New Archbishop for Yaoundé, Cameroon
October 31, 2014. Pope Francis appointed Mons. Jean Mbarga as new Archbishop of Yaoundé (Cameroon).
The Vatican is calling on Muslims leaders to condemn the violence and persecution of minorities in Iraq, including Christians, Yezidis and other ethnic minorities.
Through a written statement, the Vatican's Pontifical Council for Inter-religiuos Dialogue calls on all religious leaders, especially Muslims to directly condemn the attacks and take a stance against jihadists and their 'unspeakable criminal acts.' Failing to do so, reads the statement, would undermine the credibility of religion, their followers and their leaders.
The statement highlights that 'no cause and no religion can justify such barbarity.' It also lists some of the crimes committed by jihadists as they try to establish an 'Islamic State.'
They include the killing of people based on their religion, including beheadings and crucifixion. Forced conversion to Islam or paying a tax for not converting. Abductions of girls and women and the occupation or destruction of places of worship.
The statement does acknowledge that the majority of religious institutions and Muslim politicians have opposed jihadists. However, their opposition, reads the statement, has not prevented further attacks.
In addition to condemning jihadists, the Vatican also calls on religious leaders to exercise their influence with their respective authorities to end these crimes and punish those who commit them. It also calls for those who were forced to flee, to be able to go back to their homes.
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"The whole world has witnessed with incredulity what is now called the "Restoration of the Caliphate," which had been abolished on October 29, 1923 by Kamal Ataturk, founder of modern Turkey.
Opposition to this "restoration" by the majority of religious institutions and Muslim politicians has not prevented the "Islamic State" jihadists from committing and continuing to commit unspeakable criminal acts.
This Pontifical Council, together with all those engaged in interreligious dialogue, followers of all religions, and all men and women of good will, can only unambiguously denounce and condemn these practices which bring shame on humanity:
-the massacre of people on the sole basis of their religious affiliation;
-the despicable practice of beheading, crucifying and hanging bodies in public places;
-the choice imposed on Christians and Yezidis between conversion to Islam, payment of a tax (jizya) or forced exile;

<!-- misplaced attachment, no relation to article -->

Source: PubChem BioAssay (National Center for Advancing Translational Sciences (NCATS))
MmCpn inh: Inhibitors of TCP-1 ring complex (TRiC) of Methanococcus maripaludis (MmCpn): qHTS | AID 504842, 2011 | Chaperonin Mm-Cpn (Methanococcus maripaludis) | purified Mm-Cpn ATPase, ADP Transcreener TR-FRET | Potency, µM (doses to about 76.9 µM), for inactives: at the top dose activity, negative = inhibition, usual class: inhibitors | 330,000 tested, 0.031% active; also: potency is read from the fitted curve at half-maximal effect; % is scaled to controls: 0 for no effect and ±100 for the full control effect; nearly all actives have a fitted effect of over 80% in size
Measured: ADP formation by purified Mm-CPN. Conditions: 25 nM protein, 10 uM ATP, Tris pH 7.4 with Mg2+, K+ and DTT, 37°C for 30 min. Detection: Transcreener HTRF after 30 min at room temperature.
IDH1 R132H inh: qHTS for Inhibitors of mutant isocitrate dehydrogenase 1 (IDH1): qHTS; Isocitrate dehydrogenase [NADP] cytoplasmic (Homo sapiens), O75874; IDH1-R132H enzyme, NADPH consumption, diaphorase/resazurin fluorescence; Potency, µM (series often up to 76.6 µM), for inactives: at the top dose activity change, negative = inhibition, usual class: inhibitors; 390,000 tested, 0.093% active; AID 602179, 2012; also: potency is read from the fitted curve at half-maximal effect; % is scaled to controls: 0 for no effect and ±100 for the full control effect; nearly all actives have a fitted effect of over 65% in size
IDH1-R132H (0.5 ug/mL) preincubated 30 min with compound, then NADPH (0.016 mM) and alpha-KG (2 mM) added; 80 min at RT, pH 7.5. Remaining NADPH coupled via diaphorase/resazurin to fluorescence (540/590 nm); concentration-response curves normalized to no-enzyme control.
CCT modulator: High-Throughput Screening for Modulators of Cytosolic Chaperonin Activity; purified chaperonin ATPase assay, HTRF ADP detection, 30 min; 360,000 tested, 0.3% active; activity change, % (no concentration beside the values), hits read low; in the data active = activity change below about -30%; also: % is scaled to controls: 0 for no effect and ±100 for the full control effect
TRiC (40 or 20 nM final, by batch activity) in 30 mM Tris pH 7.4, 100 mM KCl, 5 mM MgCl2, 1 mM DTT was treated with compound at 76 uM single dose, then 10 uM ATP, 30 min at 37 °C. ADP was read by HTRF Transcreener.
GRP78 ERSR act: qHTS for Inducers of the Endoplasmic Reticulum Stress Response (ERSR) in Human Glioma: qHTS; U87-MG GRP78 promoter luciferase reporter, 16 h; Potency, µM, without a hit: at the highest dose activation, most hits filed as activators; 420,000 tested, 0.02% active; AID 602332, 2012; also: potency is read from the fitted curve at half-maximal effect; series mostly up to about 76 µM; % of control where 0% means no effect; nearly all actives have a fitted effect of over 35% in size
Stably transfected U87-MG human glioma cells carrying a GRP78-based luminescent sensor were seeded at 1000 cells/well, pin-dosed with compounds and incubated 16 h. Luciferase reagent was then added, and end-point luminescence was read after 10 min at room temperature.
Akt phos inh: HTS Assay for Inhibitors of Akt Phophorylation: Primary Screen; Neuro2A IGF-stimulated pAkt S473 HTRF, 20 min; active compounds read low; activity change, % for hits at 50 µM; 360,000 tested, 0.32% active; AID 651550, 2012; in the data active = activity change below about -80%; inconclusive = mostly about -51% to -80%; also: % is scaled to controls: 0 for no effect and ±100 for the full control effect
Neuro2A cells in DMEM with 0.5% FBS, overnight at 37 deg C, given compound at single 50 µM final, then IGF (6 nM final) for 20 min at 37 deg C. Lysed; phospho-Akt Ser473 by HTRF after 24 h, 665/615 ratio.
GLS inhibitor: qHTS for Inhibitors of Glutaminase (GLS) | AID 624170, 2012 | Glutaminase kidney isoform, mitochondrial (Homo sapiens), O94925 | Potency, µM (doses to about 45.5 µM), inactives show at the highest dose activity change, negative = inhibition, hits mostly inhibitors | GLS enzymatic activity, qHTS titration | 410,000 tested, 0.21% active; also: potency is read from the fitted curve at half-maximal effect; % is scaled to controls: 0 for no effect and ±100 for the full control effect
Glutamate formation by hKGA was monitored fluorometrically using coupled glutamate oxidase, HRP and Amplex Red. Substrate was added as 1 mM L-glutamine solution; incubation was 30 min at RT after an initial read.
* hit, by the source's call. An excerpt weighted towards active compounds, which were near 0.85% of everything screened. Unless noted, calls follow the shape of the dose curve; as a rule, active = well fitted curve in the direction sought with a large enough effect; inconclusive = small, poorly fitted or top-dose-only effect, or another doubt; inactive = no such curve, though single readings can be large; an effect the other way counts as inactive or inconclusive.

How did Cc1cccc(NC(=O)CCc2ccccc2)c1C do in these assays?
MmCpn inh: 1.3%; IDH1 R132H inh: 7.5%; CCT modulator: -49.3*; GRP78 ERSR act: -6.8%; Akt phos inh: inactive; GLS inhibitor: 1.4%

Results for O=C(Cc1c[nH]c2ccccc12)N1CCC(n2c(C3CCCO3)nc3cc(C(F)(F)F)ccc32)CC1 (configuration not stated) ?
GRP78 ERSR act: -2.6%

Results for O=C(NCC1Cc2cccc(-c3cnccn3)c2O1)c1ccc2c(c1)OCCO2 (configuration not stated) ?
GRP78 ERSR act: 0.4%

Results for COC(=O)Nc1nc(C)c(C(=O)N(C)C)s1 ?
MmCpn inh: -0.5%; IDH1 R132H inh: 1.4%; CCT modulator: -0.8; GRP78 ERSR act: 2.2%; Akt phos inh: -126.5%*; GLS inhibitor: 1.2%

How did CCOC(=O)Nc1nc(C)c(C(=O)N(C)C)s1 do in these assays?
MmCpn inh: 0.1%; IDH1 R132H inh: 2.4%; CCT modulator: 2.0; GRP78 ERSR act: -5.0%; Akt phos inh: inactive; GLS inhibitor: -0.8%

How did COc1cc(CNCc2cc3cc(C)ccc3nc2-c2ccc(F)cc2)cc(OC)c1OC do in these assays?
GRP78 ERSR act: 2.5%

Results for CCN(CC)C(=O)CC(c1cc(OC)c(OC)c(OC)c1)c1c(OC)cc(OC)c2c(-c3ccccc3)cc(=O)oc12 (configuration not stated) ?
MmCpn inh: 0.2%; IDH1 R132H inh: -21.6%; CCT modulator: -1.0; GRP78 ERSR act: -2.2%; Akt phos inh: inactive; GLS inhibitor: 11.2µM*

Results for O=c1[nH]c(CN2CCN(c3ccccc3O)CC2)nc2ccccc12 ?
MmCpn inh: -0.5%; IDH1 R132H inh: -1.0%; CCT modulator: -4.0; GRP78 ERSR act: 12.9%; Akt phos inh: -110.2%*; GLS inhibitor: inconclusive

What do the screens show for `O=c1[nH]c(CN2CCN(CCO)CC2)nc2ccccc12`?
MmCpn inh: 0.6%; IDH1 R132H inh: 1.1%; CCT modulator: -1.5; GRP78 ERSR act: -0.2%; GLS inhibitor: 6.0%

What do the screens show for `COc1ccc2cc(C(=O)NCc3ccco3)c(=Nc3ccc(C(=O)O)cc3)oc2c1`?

-the forced expulsion of tens of thousands of people, including children, elderly, pregnant women and the sick;
-the abduction of girls and women belonging to the Yezidi and Christian communities as spoils of war (sabaya);
-the imposition of the barbaric practice of infibulation;
-the destruction of places of worship and Christian and Muslim burial places;
-the forced occupation or desecration of churches and monasteries;
-the removal of crucifixes and other Christian religious symbols as well as those of other religious communities;
-the destruction of a priceless Christian religious and cultural heritage;
-indiscriminate violence aimed at terrorizing people to force them to surrender or flee.
No cause, and certainly no religion, can justify such barbarity. This constitutes an extremely serious offense to humanity and to God who is the Creator, as Pope Francis has often reminded us.
We cannot forget, however, that Christians and Muslims have lived together - it is true with ups and downs - over the centuries, building a culture of peaceful coexistence and civilization of which they are proud. Moreover, it is on this basis that, in recent years, dialogue between Christians and Muslims has continued and intensified.
The dramatic plight of Christians, Yezidis and other religious communities and ethnic minorities in Iraq requires a clear and courageous stance on the part of religious leaders, especially Muslims, as well as those engaged in interreligious dialogue and all people of good will. All must be unanimous in condemning unequivocally these crimes and in denouncing the use of religion to justify them.
If not, what credibility will religions, their followers and their leaders have? What credibility can the interreligious dialogue that we have patiently pursued over recent years have?
Religious leaders are also called to exercise their influence with the authorities to end these crimes, to punish those who commit them and to reestablish the rule of law throughout the land, ensuring the return home of those who have been displaced.
While recalling the need for an ethical management of human societies, these same religious leaders must not fail to stress that the support, funding and arming of terrorism is morally reprehensible.
That said, the Pontifical Council for Interreligious Dialogue is grateful to all those who have already raised their voices to denounce terrorism, especially that which uses religion to justify it.
Let us therefore unite our voices with that of Pope Francis: "May the God of peace stir up in each one of us a genuine desire for dialogue and reconciliation. Violence is never defeated by violence. Violence is defeated by peace.”